This is the week the entire legal cannabis industry has been waiting for. On Thursday, June 7, Canada's Senate will vote on bill C-45, likely approving it, and moving the Cannabis Act (as it's best known) one step closer to becoming law. By sometime later this month, Canada could become the first developed country in the world to have legalized recreational marijuana.
Should the votes fall as believed, adult-use legalization would open the door to legal sales beginning in August or September. In total, this legalization is expected to add $5 billion in annual sales to Canada's weed industry, once fully ramped up.
Marijuana growers look abroad for opportunity
But, truth be told, the Canadian cannabis industry is looking well beyond its domestic borders for opportunity. Even though Health Canada has estimated that domestic demand could hit 1 million kilograms of cannabis per year, it's overseas markets that could be responsible for even greater aggregate demand. In fact, by 2020, yours truly has estimated that combined production could hit 2.4 million kilograms in Canada, creating a surplus of well over 1 million kilograms. Growers are counting on export agreements with the more than two dozen countries around the globe that've legalized medical weed to completely offset this oversupply.
In most instances, these medical marijuana-legal markets are located throughout Europe. Countries like Germany, which have come to embrace the potentially therapeutic effects of cannabidiol oil and dried cannabis, have virtually no domestic growing operations. Thus, they are almost wholly reliant on imports to meet patient and physician demand. Aside from Canada, only the Netherlands, Uruguay, Australia (via a recently passed measure), and perhaps soon Israel are in the market of exporting dried cannabis.
This major pot company has its eyes on Africa
There are market opportunities that exist beyond Europe. Aphria (NASDAQOTH:APHQF) is one such major Canadian pot player that's turning its attention to Africa's burgeoning cannabis industry.
According to a recent United Nation's survey, and per CNN, more than 10,000 tons of marijuana (that's more than 9 million kilograms) are produced on the African continent each year, which would be worth billions upon billions of dollars if a wave of African countries were to legalize access to medical marijuana.
Thus far, the landlocked nation of Lesotho has issued a cultivation permit to Verve Dynamics, while Zimbabwe recently became the second African country to legalize production for scientific and medical use. Other African countries, such as South Africa, Morocco, and Ghana, have visible cannabis industries that could flower with the proper legal channels.
According to a press release issued by Aphria last week, it has formed a joint venture with the Verve Group of Companies that'll result in it acquiring an interest in Verve Dynamics. Though the transaction itself is small in scale -- only amounting to $3.13 million -- the bigger picture is not.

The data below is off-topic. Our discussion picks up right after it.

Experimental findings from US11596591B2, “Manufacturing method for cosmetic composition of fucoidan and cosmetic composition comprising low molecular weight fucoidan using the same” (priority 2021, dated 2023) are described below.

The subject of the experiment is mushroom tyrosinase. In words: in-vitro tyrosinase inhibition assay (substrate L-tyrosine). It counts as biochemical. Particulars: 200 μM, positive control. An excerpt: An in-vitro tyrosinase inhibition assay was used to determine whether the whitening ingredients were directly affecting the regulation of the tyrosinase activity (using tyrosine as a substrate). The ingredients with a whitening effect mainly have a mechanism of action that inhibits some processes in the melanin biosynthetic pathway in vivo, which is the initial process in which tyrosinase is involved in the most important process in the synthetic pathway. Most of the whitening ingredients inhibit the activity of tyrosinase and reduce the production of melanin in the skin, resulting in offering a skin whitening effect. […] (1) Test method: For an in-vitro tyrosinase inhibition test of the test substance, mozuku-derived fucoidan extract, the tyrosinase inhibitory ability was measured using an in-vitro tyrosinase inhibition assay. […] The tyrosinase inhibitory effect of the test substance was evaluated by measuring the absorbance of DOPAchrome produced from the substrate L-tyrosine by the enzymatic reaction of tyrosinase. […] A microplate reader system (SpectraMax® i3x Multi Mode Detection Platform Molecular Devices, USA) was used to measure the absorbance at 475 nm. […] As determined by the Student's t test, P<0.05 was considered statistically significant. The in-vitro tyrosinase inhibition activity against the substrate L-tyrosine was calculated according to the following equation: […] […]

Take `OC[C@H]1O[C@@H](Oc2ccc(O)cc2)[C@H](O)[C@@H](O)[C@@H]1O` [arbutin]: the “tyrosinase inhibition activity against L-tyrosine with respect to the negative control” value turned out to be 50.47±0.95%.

The new venture, known as CannInvest Africa, will supply medical cannabis extracts to legalized African countries, as well as to Aphria's network of one dozen markets, of which many were inherited when it acquired Nuuvera. Having a licensed growing entity in Africa creates a regional economy of scale in terms of getting product to markets located on the continent, and it also puts Aphria in the driver's seat of an industry that could create substantial economic growth in the region. Said Aphria CEO Vic Neufeld:
Given the abundant natural resources and our collective expertise and that of our partners, Verve is poised to become one of the lowest-cost producers of medical cannabis extracts in the world. This represents another significant pillar in our strategic international expansion, where our presence extends to more than 10 countries across five continents.
Opportunity comes with a price
Of course, investors should also understand that while Africa does represent a largely untapped cannabis market, investments in the region are unlikely to pay dividends anytime soon. Though Aphria's joint venture is expected to result in the production of low-cost extracts that it can to distribute to its numerous export destinations, growing capacity in Africa, and its ability to find buyers on the continent, is probably going to be limited for some time. In sum, this is no needle-mover. At least not yet.
Perhaps even more important is finding out whether or not Aphria's export markets will prove suitable for offloading any excess cannabis supply. With an estimated annual production of 230,000 kilograms of cannabis, Aphria currently ranks as the country's third-largest grower by production.
Yet, as noted, domestic oversupply could easily hit 1 million kilograms by 2020. Even with the assistance of economies of scale, marijuana growers could see their margins hammered if they're unable to find a home for all of their annual production. Aphria would appear to have more than enough export markets at its disposal. However, there's also the concern that perhaps it's spreading its distribution system too thin and/or broadening its focus too quickly, which could cause it to miss out on lucrative opportunities.
Given its lofty valuation -- i.e., more than 80 times Wall Street's full-year EPS estimates for 2019 -- my suggestion remains that investors stay firmly on the sidelines for the time being. Still, as the company has taken the first step into Africa, call this investor at least the slightest bit intrigued.